To make sure the signage effective we need to understand exactly how shoppers process what they see in the store. We know from previous academic research that pictures are crucial when capturing attention. When text is in the peripheral vision, it is often ignored as our brains are too busy processing what is in front of us. Our brains are hardwired to keep a lookout for predators in our peripheral vision which explains why text just doesn’t cut it. Therefore, visual images are much more effective to capture our attention. This, paired with colours that we have learnt mean danger or warning (reds and yellows) creates an effective message.

Moving on to the actual distance to abide by, some shoppers don’t know how far two metres is. To begin with, anyone over 60 years old was taught feet and inches. Then there is the matter of spatial awareness. Generally, humans are not that good at understanding distance. 

In response, the use of floor stickers has been a real benefit in retail. In our survey, 91% of shoppers recalled seeing floor tape making it one of the most recalled precautions. But once again, science can point to subtle changes we can make to ensure that the floor stickers are as effective as possible. Although using bright, clear, floor stickers help make shoppers aware of a safe distance, it’s more effective to explain the distance using an illustration, not just words or numbers. For example, in Australia, an image of a kangaroo is being used to illustrate a 2-meter distance and a moose could be used in Canada.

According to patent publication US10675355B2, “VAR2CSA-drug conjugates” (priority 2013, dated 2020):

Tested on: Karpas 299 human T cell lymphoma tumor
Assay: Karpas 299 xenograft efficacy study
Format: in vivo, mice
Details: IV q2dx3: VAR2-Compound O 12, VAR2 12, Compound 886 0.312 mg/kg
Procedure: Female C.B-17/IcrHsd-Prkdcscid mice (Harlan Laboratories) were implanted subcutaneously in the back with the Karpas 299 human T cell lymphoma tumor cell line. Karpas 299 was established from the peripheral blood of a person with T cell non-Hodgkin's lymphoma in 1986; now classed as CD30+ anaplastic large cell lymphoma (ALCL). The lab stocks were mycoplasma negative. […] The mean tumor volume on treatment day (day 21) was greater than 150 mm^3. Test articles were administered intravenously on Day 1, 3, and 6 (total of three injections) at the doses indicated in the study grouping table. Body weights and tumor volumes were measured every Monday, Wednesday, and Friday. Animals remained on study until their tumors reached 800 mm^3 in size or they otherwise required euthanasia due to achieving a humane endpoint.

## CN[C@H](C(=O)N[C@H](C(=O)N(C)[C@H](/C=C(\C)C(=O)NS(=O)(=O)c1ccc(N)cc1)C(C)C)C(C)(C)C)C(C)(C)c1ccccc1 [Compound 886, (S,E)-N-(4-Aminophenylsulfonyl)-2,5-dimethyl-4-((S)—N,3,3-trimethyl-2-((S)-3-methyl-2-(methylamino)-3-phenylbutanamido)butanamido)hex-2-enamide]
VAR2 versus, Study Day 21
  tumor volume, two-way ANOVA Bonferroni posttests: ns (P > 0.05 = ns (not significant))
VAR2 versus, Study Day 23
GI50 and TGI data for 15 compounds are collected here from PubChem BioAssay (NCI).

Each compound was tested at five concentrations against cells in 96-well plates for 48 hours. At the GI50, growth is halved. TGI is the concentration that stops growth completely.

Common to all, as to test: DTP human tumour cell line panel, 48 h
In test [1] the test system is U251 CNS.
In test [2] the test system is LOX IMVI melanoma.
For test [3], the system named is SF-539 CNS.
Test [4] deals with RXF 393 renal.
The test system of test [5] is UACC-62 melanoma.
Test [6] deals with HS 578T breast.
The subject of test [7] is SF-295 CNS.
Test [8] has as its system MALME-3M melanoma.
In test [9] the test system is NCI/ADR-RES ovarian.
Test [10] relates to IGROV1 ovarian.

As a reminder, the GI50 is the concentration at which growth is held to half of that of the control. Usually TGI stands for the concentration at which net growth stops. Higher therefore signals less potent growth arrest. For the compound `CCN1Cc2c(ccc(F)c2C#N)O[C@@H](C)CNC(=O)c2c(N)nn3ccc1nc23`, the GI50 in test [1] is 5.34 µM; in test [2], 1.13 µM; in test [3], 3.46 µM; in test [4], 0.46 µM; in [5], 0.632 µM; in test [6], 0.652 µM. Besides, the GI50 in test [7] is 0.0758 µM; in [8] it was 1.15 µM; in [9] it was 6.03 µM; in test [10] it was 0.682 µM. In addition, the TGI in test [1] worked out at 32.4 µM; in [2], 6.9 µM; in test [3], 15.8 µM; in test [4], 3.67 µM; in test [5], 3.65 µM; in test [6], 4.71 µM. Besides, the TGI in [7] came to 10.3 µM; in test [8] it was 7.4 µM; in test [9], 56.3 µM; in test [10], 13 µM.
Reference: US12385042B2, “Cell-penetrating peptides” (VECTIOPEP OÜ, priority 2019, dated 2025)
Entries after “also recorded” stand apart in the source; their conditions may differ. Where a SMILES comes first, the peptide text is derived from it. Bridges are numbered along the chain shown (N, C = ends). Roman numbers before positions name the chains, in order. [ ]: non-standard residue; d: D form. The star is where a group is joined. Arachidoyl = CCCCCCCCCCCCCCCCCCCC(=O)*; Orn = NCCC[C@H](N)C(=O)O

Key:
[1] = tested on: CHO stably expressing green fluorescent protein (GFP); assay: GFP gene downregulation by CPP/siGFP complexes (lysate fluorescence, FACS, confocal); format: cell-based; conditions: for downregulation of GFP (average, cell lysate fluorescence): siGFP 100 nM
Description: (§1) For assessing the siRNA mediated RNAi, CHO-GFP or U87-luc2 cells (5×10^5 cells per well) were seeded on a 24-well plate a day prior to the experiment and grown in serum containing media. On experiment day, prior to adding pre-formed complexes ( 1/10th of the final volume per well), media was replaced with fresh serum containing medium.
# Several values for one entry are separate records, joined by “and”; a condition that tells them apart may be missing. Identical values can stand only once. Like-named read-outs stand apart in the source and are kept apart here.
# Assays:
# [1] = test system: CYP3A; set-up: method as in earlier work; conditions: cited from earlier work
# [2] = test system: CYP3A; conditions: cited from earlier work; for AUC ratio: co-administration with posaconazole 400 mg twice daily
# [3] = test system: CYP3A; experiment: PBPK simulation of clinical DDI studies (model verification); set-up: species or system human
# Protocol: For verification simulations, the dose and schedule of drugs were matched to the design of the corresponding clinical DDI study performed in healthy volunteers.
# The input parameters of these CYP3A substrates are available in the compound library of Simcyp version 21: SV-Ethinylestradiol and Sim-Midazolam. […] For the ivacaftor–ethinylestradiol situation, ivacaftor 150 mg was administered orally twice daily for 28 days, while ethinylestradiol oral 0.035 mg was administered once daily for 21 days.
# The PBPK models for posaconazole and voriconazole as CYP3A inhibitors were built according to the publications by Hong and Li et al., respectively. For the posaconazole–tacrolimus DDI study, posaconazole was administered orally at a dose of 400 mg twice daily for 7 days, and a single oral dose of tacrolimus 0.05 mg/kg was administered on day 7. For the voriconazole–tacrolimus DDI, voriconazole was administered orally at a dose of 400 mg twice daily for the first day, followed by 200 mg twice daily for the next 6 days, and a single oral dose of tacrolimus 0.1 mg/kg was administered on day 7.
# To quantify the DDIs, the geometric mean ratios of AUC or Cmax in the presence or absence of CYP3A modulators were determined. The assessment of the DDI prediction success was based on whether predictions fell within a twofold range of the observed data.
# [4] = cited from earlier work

We know that the good stores will use floor stickers to show shoppers the correct distance, but the best stores will go one step further. They will emphasize the floor markers with colour and illustrations, making them impossible to ignore. We suggest making a relatable comparison to a 2-metre object which can reinforce the distance where signage may not be present (such as a kangaroo for Australians, or a Moose for Canadians). What do you think would make a good illustration for the UK?

Spark Emotions is a global market research agency specialising in truly understanding the emotions and behaviour of your consumers, to find out how we can help you understand your customers better, please get in touch by clicking here.

Alternatively, If you would like to read more about how behaviour has been impacted by Covid-19, click here for more articles

Written by Tara Moran, Research Executive at Spark Emotions.
If you have any questions, feel free to reach out to Tara via email or connect with her on LinkedIn